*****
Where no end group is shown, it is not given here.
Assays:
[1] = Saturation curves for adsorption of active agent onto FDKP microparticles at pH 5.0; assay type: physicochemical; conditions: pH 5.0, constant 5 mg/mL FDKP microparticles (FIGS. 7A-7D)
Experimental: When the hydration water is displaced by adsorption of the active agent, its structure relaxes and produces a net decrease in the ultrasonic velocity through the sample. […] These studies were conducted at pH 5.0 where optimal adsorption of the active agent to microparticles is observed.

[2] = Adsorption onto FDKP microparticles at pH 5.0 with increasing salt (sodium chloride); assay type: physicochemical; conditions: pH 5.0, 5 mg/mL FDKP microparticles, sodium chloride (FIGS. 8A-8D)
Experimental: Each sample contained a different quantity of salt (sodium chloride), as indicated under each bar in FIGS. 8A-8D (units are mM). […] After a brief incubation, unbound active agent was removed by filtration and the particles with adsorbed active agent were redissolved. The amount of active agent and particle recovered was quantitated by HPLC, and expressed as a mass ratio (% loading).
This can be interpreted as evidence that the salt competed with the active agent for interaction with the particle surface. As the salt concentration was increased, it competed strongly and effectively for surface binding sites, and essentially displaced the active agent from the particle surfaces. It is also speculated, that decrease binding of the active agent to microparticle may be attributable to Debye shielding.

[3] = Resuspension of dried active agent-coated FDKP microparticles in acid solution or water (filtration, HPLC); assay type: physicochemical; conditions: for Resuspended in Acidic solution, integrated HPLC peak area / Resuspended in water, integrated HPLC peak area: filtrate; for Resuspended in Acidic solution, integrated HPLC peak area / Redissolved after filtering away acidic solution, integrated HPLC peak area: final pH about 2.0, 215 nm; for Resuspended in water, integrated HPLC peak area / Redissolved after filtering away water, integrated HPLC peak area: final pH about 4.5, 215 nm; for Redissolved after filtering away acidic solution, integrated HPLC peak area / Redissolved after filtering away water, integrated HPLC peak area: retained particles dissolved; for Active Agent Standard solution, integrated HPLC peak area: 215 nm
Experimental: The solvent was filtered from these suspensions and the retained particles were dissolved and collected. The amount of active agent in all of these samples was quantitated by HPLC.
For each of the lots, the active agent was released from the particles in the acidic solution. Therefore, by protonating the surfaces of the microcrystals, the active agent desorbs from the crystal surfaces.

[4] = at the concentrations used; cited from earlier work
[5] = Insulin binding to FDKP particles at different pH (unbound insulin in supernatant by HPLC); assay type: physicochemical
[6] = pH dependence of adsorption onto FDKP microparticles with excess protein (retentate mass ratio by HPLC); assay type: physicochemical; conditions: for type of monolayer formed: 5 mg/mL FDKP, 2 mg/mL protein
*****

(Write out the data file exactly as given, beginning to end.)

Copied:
Where no end group is shown, it is not given here.
Assays:
[1] = Saturation curves for adsorption of active agent onto FDKP microparticles at pH 5.0; assay type: physicochemical; conditions: pH 5.0, constant 5 mg/mL FDKP microparticles (FIGS. 7A-7D)
Experimental: When the hydration water is displaced by adsorption of the active agent, its structure relaxes and produces a net decrease in the ultrasonic velocity through the sample. […] These studies were conducted at pH 5.0 where optimal adsorption of the active agent to microparticles is observed.

[2] = Adsorption onto FDKP microparticles at pH 5.0 with increasing salt (sodium chloride); assay type: physicochemical; conditions: pH 5.0, 5 mg/mL FDKP microparticles, sodium chloride (FIGS. 8A-8D)
Experimental: Each sample contained a different quantity of salt (sodium chloride), as indicated under each bar in FIGS. 8A-8D (units are mM). […] After a brief incubation, unbound active agent was removed by filtration and the particles with adsorbed active agent were redissolved. The amount of active agent and particle recovered was quantitated by HPLC, and expressed as a mass ratio (% loading).
This can be interpreted as evidence that the salt competed with the active agent for interaction with the particle surface. As the salt concentration was increased, it competed strongly and effectively for surface binding sites, and essentially displaced the active agent from the particle surfaces. It is also speculated, that decrease binding of the active agent to microparticle may be attributable to Debye shielding.

[3] = Resuspension of dried active agent-coated FDKP microparticles in acid solution or water (filtration, HPLC); assay type: physicochemical; conditions: for Resuspended in Acidic solution, integrated HPLC peak area / Resuspended in water, integrated HPLC peak area: filtrate; for Resuspended in Acidic solution, integrated HPLC peak area / Redissolved after filtering away acidic solution, integrated HPLC peak area: final pH about 2.0, 215 nm; for Resuspended in water, integrated HPLC peak area / Redissolved after filtering away water, integrated HPLC peak area: final pH about 4.5, 215 nm; for Redissolved after filtering away acidic solution, integrated HPLC peak area / Redissolved after filtering away water, integrated HPLC peak area: retained particles dissolved; for Active Agent Standard solution, integrated HPLC peak area: 215 nm
Experimental: The solvent was filtered from these suspensions and the retained particles were dissolved and collected. The amount of active agent in all of these samples was quantitated by HPLC.
For each of the lots, the active agent was released from the particles in the acidic solution. Therefore, by protonating the surfaces of the microcrystals, the active agent desorbs from the crystal surfaces.

[4] = at the concentrations used; cited from earlier work
[5] = Insulin binding to FDKP particles at different pH (unbound insulin in supernatant by HPLC); assay type: physicochemical
[6] = pH dependence of adsorption onto FDKP microparticles with excess protein (retentate mass ratio by HPLC); assay type: physicochemical; conditions: for type of monolayer formed: 5 mg/mL FDKP, 2 mg/mL protein